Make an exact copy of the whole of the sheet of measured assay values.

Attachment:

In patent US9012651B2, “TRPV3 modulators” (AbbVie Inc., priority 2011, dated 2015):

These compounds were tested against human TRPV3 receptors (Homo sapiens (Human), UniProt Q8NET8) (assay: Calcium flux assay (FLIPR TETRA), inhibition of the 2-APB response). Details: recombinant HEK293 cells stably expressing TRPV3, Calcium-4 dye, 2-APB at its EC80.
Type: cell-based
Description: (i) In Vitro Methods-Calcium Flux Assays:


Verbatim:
In patent US9012651B2, “TRPV3 modulators” (AbbVie Inc., priority 2011, dated 2015):

These compounds were tested against human TRPV3 receptors (Homo sapiens (Human), UniProt Q8NET8) (assay: Calcium flux assay (FLIPR TETRA), inhibition of the 2-APB response). Details: recombinant HEK293 cells stably expressing TRPV3, Calcium-4 dye, 2-APB at its EC80.
Type: cell-based
Description: (i) In Vitro Methods-Calcium Flux Assays: